If you feel as though you're being nickel-and-dimed by businesses nowadays, that's probably because you are. Here are 15 examples.
15 Things That Used to Be Free But Now Cost Cash
15 Things That Used to Be Free But Now Cost Cash
You'd think if you go to a hotel advertising a pool and Wi-Fi, those items would be included in the room rate. But apparently not. According to Travel+Leisure, hotels started tacking on resort fees in the late 1990s to cover the cost of everything from "complimentary" newspapers to maintaining the on-site gym. It doesn't matter if you don't swim, don't have a computer or don't care about current events. Many hotels assess resort fees no matter what. At some properties, the number of additional fees tacked onto the room rate has gotten a bit crazy, as this article shows.
You used to be able to go into any restaurant, virtually anywhere, and get free refills on drinks such as soda pop and coffee. However, reports have started surfacing that free refills are being phased out in some areas. One man was even slapped with a $525 fine for helping himself to a free refill. (Subsequent reports indicate that fine was later revoked.) Where I live, free refills are fortunately still the norm, and Cheapism has a list of 12 chains that may still offer them near you.
Speaking of restaurants, I used to get a free handful of dipping sauces when I asked for extras at our local McDonald's (MCD). Nowadays, if I want more than two, I need to fork over some extra cash. McDonald's isn't alone. The pizza place no longer gives free extra cheese, and I was at a burger joint last week that charged a $1.25 fee to share a meal with a friend. Really, I asked? Really, they said. Eatocracy over at CNN has a list of eight other restaurant surcharges you probably never had to pay in the past.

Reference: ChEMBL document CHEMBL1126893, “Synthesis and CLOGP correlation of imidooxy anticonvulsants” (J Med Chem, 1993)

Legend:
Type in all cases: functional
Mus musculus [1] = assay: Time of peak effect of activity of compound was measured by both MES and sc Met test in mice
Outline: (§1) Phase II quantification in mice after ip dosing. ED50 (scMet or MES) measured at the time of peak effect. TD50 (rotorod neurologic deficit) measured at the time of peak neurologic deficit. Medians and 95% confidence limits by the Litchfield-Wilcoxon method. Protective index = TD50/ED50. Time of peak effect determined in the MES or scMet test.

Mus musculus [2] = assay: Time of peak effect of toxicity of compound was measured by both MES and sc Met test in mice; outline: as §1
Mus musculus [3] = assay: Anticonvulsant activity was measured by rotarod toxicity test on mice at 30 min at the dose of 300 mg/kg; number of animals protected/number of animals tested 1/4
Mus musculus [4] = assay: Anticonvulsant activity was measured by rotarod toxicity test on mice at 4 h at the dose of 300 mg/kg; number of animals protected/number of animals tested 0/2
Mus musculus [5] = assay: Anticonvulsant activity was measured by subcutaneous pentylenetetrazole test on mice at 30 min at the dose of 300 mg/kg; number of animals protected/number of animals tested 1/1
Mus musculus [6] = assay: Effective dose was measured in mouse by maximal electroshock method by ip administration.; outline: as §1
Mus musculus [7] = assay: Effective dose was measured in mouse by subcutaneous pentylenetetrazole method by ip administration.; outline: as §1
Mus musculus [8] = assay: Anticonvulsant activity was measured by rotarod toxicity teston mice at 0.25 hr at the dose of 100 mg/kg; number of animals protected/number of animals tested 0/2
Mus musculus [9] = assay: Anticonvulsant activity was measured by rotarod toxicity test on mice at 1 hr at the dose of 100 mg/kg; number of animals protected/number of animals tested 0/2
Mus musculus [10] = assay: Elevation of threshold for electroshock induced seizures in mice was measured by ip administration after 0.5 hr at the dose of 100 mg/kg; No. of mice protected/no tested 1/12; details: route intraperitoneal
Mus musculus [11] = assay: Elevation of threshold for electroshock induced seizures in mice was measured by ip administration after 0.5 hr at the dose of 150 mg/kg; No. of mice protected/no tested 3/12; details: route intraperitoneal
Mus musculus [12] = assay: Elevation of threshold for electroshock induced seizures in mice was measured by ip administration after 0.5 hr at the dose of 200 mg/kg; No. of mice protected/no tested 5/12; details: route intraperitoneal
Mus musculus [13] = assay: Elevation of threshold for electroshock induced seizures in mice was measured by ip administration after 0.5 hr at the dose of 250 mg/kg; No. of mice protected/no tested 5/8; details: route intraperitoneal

OK, water is still free in many places, but some apparently prefer to pay through the nose for the bottled variety even though it may be the same as what comes from the tap. And our willingness to pay for bottles seems to have led some restaurants to decide that water will no longer be a freebie for diners. Going back to McDonald's (yes, we eat there entirely too much), my non-pop drinking daughter always orders water. I used to be able to get free water in a cup for her, but now I'm charged for a bottle of Dasani and told the free cup is not an option.
Oh my. Where shall we start with this one? In the olden days, you would buy a plane ticket, check your bags and maybe enjoy some free in-flight entertainment via a movie projected on a wall. The attendants would give you peanuts, a drink and maybe even a meal if you were on board long enough. Today, you buy a plane ticket and then find yourself shelling out money for everything from your checked bag to your boarding pass to an in-flight blanket. A 2013 study from IdeaWorksCompany found that airline ancillary revenue (read: mostly fees) has increased 1,200 percent since 2007.
Airlines aren't the only ones getting a little crazy with their fees. An article on U.S. News & World Report notes that rental car companies have also found ways to tack on extra charges to the base price of their vehicles. Most egregious seems to be the early-return fee. Hertz (HTZ) says its $11 fee is "to compensate us in part for our inability to rent your vehicle during the time reserved for your use."